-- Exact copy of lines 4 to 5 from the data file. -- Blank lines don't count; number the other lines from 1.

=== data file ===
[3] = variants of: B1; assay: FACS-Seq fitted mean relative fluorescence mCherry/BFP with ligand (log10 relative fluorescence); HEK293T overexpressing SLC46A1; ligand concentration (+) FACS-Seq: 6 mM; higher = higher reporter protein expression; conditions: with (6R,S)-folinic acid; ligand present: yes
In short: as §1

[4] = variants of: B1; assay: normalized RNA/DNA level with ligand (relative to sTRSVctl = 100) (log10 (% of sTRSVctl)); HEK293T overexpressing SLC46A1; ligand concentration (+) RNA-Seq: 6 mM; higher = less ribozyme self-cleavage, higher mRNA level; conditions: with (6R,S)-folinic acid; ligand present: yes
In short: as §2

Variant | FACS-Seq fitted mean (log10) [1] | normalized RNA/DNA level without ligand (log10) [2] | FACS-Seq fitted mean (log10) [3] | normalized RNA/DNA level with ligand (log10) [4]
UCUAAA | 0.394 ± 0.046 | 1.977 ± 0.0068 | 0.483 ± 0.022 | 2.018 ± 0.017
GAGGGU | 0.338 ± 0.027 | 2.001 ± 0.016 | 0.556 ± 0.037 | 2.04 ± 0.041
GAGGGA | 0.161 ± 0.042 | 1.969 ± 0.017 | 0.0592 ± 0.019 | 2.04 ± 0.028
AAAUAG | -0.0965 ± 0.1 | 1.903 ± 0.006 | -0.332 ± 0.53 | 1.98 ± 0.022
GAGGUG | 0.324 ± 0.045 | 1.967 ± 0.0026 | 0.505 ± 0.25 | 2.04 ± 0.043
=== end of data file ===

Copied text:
In short: as §2

Variant | FACS-Seq fitted mean (log10) [1] | normalized RNA/DNA level without ligand (log10) [2] | FACS-Seq fitted mean (log10) [3] | normalized RNA/DNA level with ligand (log10) [4]